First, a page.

Here’s how to keep spammers at bay
By Jennifer Hughes
While e-mail is a popular and efficient way to communicate, it comes at a cost: your e-mail address can easily be acquired by fraudsters seeking to flood your inbox with spam.
Whether it turns up in your personal or professional e-mail—and it will—there are a few different kinds of spam e-mail. Simple spam is the online equivalent of junk mail—promotional e-mails urging you to buy something. It can be difficult to distinguish spam mail from other, legitimate e-mail.
The more dangerous type of spam consists of messages that pretend to be from a legitimate sender, such as a financial institution or other well-known company. These are usually “phishing” attempts—efforts to get your personal information such as social insurance number of date of birth—and may contain malware or viruses.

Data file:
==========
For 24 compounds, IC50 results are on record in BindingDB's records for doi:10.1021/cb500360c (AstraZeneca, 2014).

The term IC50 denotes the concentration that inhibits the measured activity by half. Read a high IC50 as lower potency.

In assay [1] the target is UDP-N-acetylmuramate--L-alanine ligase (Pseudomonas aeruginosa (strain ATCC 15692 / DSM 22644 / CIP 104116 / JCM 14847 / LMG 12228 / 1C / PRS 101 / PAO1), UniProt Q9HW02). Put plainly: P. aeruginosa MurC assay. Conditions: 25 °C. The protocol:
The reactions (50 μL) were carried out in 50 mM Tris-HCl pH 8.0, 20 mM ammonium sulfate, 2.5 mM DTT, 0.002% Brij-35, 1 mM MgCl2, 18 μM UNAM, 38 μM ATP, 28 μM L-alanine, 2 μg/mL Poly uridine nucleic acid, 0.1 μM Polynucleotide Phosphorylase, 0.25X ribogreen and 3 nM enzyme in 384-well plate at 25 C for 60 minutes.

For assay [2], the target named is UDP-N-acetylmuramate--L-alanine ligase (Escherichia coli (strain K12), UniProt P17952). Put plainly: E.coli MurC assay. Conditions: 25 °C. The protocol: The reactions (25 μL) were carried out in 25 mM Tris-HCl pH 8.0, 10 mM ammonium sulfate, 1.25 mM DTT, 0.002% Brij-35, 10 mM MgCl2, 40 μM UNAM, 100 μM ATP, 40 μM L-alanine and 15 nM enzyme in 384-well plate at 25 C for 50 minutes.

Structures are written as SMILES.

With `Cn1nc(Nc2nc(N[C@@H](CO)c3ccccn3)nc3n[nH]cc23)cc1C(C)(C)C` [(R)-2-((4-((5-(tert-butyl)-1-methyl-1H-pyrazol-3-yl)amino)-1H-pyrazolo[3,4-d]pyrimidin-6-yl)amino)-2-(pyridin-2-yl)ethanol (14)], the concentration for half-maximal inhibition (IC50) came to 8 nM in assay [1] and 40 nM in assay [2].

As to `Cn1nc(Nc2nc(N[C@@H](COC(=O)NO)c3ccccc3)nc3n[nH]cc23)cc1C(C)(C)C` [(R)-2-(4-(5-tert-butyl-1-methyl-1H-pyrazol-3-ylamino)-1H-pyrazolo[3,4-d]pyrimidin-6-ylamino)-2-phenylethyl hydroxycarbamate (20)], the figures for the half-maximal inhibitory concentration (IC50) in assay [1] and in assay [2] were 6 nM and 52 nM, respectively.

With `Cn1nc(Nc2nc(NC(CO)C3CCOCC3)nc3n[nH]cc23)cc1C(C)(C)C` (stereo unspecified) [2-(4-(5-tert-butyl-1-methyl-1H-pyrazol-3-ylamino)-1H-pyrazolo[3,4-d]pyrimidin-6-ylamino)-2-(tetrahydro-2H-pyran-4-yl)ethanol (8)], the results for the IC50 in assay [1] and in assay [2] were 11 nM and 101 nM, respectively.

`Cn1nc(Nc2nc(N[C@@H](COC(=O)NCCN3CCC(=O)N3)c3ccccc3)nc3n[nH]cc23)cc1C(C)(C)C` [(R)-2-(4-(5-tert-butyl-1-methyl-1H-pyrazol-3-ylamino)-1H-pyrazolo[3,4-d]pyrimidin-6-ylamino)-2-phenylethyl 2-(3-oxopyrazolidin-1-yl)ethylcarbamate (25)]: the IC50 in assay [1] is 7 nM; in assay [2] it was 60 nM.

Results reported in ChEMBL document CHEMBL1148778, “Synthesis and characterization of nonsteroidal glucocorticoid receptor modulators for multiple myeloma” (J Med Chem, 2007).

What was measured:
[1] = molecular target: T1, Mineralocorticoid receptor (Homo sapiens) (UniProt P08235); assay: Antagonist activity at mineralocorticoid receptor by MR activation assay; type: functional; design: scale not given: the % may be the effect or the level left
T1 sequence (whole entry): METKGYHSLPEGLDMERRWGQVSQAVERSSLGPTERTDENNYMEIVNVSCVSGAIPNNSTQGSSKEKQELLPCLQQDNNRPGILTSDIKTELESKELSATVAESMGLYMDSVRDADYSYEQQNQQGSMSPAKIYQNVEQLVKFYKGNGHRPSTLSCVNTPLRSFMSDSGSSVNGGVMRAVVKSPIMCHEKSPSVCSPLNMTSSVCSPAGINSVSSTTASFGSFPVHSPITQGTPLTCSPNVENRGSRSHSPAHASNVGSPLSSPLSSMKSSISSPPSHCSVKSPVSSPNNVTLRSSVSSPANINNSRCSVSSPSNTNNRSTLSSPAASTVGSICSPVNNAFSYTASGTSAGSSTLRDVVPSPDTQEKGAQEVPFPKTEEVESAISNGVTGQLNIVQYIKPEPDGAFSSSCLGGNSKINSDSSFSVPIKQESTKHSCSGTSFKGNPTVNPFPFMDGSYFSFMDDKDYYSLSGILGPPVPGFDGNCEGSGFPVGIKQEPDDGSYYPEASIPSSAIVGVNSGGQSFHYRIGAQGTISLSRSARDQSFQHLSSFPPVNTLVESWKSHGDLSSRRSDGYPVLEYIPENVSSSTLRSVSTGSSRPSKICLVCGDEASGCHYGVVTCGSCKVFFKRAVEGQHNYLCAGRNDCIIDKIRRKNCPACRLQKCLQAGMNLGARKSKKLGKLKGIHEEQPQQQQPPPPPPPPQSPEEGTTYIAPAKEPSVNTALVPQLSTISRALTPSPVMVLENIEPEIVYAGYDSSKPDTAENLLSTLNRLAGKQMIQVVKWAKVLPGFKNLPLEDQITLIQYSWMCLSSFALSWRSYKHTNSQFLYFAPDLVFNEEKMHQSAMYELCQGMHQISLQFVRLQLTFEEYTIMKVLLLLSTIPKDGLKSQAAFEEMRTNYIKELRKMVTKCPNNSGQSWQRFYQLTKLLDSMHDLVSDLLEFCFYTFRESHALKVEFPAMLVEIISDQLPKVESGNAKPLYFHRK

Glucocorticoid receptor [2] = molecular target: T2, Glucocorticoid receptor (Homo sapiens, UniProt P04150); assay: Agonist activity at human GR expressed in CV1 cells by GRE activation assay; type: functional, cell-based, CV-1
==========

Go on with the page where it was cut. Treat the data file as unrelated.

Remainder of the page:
The best way to deal with spam e-mail is to ignore it. Though some messages may look trustworthy, it’s better to be wary of anything sent from an unknown e-mail or anything that looks suspicious—even if it seems to be from someone you know. Avoid opening any e-mail sent from senders you don’t know or that consist of things you’re unfamiliar with. To stay clear of malware and viruses, never click on a link or open an attachment in a suspicious e-mail.
You can report spam e-mail to the Government of Canada’s Spam Reporting Centre. The Centre collects reports about spam and malicious electronic threats in order to enforce Canada’s Anti-Spam Legislation. However, there are always risks involved when it comes to dealing with viruses, so read the steps carefully if you chose to report any malicious e-mail.
If you notice that one sender is continually sending you spam, you can choose to manually block them by selecting the sender and clicking “block.” However, it’s important to note that the process varies, depending on your e-mail service provider. Thankfully, you can find useful guides online with more details, such as those at computerhope.com. Just google “How to block e-mail.”